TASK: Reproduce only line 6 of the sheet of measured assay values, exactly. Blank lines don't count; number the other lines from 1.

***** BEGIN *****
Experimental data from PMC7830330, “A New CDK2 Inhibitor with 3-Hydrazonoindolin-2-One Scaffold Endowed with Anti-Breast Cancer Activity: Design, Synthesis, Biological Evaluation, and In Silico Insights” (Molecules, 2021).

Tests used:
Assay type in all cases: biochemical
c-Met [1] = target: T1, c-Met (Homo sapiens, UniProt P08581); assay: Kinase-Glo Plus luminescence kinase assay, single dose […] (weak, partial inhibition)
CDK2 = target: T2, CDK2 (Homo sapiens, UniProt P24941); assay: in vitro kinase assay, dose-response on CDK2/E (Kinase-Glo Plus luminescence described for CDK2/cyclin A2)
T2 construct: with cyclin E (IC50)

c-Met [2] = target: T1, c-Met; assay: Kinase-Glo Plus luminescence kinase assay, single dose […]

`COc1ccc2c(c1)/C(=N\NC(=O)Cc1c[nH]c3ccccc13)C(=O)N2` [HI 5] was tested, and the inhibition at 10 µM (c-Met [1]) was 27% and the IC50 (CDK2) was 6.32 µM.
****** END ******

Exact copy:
T2 construct: with cyclin E (IC50)